Mental ill health is “out of control” among young people, Tes has been told, with one school having experienced four suicide attempts among its students since last summer.
Yesterday, as part of its Mental Health Emergency series, Tes lifted the lid on the country's buckling children and adolescent mental health services (CAMHS). Today, we look at how the emergency is impacting schools.
Tes has spoken to a head – who asked not to be named to preserve the anonymity of her pupils – who described in shocking detail how the current crisis is unfolding at her school:
- Four students, ranging from Year 8 to Year 11, had attempted suicide since last summer. Fortunately, all survived.
- In each of the three cases that have occurred this academic year, the students were back in school a few days after the attempt, but with no new psychiatric support.
- The school put the students on the waiting list for children and adolescent mental health services (CAMHS) – but the head felt the long and labyrinthine process meant the “entire system is made for failing”.
- Thresholds for CAMHS have risen to the point where “these days, if you’ve got a child that’s self-harming – and it is just self-harming, they’re not trying to take their life – they are so far down the list of priorities”.
- Students faced disturbing online threats, including a Year 7 pupil “who has got an online friend who keeps telling him to hurt himself”.
- The school tries to support the students who made the suicide attempts, but knows it lacks the necessary expertise. “I’ve got no one trained for that sort of level…That’s proper crisis care.”
- Wellbeing staff are overwhelmed with demand: “They’re just so busy – I could employ another 10 and they’d be all busy by the end of next week.”
- There are no information sharing protocols with the NHS, so the school only finds out about a suicide attempt if the family decides to inform them.
- The situation is the worst the head has seen in her 25-year career, and “it’s getting worse and worse”.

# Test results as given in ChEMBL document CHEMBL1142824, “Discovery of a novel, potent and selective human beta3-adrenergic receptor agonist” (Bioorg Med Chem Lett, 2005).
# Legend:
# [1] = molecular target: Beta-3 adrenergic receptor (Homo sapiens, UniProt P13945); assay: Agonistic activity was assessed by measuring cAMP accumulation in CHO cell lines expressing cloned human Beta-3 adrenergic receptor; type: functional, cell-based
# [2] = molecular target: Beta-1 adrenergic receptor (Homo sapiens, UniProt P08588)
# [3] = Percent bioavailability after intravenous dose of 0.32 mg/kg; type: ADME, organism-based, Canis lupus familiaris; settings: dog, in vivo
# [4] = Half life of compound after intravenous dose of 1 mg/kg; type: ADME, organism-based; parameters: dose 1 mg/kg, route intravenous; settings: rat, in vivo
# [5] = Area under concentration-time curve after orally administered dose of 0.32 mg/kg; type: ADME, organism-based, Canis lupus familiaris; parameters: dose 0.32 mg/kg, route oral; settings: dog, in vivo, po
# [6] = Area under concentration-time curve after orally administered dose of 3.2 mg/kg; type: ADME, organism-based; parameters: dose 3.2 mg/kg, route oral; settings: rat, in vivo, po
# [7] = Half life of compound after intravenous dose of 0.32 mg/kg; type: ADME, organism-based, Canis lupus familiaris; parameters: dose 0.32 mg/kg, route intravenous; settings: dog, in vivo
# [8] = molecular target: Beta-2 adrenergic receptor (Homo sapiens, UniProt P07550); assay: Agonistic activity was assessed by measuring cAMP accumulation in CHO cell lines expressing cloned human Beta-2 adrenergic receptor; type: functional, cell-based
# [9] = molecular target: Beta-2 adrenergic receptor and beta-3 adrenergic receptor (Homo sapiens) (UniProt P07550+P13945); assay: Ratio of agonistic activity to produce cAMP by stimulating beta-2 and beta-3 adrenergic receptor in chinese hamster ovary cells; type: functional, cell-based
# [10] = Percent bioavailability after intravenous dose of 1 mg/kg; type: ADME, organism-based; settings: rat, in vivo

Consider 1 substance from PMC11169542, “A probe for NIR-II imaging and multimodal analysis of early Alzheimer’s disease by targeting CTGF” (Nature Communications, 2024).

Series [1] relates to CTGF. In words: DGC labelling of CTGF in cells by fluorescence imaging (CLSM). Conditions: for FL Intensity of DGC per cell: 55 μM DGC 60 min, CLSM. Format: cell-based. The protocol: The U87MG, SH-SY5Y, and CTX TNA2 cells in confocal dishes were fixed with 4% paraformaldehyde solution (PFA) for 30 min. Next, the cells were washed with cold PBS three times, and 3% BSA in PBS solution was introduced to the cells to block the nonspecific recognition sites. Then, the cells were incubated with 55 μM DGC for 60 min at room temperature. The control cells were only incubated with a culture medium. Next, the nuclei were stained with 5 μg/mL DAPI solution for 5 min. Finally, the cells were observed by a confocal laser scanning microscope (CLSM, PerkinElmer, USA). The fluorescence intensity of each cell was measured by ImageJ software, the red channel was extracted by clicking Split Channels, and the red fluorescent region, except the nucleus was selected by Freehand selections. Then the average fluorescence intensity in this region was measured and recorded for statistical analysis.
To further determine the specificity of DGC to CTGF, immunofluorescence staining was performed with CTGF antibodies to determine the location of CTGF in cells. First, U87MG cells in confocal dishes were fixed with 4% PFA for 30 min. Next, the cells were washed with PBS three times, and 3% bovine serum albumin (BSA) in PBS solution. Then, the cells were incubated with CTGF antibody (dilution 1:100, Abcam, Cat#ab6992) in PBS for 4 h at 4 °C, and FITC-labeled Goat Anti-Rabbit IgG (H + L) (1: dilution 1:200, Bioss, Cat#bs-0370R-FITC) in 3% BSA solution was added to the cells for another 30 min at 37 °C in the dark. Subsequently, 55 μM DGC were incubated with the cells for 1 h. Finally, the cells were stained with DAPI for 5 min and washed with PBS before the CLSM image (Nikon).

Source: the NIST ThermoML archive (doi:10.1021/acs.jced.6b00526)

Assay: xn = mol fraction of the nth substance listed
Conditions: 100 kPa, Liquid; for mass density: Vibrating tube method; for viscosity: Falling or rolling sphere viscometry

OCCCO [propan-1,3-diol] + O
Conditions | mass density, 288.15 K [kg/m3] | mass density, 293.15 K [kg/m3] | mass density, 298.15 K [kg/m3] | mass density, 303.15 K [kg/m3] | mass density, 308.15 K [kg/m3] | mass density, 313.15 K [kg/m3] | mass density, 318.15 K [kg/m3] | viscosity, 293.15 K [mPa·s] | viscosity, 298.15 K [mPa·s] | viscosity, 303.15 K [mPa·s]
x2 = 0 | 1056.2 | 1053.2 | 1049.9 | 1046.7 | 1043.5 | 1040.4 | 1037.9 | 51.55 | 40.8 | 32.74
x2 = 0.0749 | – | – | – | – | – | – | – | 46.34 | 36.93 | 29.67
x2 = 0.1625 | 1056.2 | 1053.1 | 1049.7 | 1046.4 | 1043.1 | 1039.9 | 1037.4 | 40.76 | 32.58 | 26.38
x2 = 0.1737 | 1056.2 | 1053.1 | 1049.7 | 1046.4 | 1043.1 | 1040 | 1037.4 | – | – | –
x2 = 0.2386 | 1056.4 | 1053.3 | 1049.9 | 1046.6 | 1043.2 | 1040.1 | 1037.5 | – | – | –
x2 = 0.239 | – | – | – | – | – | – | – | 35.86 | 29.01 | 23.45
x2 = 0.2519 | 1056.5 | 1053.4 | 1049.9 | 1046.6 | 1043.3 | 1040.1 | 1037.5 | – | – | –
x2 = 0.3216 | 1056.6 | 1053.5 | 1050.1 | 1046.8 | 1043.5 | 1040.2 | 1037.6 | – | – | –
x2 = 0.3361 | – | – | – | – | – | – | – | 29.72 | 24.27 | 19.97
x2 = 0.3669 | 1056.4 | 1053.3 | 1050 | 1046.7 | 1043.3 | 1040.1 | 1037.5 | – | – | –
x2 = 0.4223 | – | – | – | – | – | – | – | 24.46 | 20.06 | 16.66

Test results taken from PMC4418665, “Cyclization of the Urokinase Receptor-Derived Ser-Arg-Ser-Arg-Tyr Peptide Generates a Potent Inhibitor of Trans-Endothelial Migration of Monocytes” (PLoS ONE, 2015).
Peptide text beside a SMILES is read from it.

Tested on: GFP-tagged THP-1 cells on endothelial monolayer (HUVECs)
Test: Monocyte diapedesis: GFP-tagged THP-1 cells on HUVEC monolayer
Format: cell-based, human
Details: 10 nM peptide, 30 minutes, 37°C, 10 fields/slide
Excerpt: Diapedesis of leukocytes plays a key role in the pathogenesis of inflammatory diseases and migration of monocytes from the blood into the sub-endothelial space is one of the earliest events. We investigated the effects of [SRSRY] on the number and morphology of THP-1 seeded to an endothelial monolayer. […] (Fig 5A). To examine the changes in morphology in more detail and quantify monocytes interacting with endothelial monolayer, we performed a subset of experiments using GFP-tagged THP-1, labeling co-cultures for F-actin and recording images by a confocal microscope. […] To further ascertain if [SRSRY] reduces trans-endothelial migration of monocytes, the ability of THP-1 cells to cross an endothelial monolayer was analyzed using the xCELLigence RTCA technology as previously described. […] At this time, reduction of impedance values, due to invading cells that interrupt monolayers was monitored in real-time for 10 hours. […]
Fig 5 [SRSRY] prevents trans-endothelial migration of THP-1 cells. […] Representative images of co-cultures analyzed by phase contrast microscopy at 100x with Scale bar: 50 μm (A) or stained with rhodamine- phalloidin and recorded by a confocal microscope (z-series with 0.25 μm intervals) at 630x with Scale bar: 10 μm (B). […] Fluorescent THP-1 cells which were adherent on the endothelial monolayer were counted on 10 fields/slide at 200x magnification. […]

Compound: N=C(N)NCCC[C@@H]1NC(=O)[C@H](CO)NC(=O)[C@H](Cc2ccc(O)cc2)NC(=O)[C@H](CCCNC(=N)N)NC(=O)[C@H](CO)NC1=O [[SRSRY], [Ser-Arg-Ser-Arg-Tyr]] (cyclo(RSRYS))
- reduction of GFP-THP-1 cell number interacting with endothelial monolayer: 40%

The account provides a snapshot of the challenge posed to teachers and school leaders by stretched NHS services and deteriorating mental health.
Exclusive: Self-harming pupils turned away four times in CAMHS crisis
However, the school’s experience is not an isolated case. Natasha Devon, a mental health expert and Tes columnist, said that “under any empirical measure” young people’s mental health “has got worse”.
Ms Devon pointed to cutbacks to staff and services which help nip mental health problems in the bud. “There are so many other things that schools have lost to austerity…educational psychologists, teaching assistants, school counsellors,” she said.
“The evidence shows that the earlier you catch a mental health difficulty, the easier it is to manage.”
She said that squeezed school budgets meant that sport and the arts had “suffered”. “Sport and art have an acknowledged therapeutic value in maintaining good mental health…[Pupils] don’t have those same self-expressive outlets.”
Ms Devon said that the spate of suicide attempts experienced by the school in question was not “unusual”. One pupil's attempt could affect students at crisis point, and "can be enough to push them over the edge”, she said.
Matt Blow, policy manager at the charity Young Minds, said that a prevalence survey published by the NHS last November showed that “there’s been an increase in the number of children and young people with a diagnosable mental health condition”.
While increased awareness about mental health is thought to have contributed to this, he said “the rise of social media” and an education system that “puts a lot of pressure on young people” was likely to have exacerbated the situation.
With surveys showing that children and parents are more likely to “reach out” to a teacher than a GP, Mr Blow said “schools really are on the frontline” of the mental health crisis.
He said there had been some “really welcome proposals” to tackle the situation, such as the NHS Long Term Plan, and the government’s Green Paper on children and young people’s mental health. But, he warned, “there’s a long way to go, there’s hundreds of thousands of young people at the moment that won’t get the support they need”.
Ms Devon said a solution to the crisis had to come “right from the top”.
“We need things like smaller class sizes, more teaching staff, TAs back in the classroom, funding for school counsellors, more access to sport and arts…A lot of it is reclaiming what we’ve lost.”